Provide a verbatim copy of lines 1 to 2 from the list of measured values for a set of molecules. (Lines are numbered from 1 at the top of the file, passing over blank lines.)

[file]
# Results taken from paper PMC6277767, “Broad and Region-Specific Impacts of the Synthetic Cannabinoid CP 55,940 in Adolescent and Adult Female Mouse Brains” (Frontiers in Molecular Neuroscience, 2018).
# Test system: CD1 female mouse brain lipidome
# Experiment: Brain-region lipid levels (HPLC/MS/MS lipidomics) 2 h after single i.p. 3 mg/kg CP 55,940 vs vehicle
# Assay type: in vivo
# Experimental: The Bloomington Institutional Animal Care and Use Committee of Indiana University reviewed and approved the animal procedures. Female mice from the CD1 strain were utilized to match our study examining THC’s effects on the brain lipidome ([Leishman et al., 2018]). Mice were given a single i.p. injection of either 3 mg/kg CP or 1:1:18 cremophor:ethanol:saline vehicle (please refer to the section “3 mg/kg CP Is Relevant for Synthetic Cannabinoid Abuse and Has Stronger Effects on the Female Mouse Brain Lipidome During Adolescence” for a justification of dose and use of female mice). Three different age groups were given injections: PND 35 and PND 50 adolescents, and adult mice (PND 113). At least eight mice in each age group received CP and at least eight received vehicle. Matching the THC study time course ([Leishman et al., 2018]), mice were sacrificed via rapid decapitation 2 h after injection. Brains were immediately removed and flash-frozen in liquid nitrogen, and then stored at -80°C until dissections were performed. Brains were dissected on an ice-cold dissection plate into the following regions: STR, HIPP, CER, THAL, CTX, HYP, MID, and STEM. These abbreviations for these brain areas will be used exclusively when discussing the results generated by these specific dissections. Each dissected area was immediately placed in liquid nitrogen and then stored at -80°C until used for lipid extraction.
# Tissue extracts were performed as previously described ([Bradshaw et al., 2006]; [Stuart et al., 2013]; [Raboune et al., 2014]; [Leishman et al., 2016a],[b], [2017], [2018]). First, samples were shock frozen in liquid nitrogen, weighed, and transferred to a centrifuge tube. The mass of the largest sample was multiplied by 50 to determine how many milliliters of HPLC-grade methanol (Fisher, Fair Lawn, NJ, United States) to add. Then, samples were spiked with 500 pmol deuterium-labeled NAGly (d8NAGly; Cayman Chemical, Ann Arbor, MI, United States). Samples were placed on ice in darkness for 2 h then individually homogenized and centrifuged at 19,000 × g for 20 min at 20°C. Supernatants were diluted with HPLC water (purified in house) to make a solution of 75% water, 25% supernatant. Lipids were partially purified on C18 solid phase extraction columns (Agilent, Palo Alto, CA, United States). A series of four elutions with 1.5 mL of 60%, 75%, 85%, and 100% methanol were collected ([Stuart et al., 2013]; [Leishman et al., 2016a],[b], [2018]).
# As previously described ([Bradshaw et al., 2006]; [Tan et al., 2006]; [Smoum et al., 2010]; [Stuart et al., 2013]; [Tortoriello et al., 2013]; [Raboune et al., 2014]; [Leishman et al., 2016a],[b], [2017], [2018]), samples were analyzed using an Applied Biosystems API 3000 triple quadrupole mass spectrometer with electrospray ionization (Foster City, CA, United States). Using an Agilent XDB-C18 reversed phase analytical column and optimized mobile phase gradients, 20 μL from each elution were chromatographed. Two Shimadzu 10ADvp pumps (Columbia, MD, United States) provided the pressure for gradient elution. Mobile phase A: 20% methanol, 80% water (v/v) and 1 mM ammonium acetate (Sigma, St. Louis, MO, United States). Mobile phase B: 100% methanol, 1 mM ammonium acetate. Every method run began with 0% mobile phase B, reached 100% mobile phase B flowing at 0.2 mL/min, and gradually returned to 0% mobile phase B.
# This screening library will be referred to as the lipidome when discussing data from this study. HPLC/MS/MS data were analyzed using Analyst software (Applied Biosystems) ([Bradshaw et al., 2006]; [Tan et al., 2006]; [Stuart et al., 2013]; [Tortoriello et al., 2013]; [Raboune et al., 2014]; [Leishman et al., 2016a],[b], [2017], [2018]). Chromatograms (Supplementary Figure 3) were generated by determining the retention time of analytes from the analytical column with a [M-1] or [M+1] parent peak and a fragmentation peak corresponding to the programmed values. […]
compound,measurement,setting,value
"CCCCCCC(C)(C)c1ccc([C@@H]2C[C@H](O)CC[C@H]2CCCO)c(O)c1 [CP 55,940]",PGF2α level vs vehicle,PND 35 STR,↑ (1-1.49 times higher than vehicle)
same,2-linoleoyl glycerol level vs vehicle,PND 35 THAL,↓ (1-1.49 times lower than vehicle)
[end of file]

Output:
# Results taken from paper PMC6277767, “Broad and Region-Specific Impacts of the Synthetic Cannabinoid CP 55,940 in Adolescent and Adult Female Mouse Brains” (Frontiers in Molecular Neuroscience, 2018).
# Test system: CD1 female mouse brain lipidome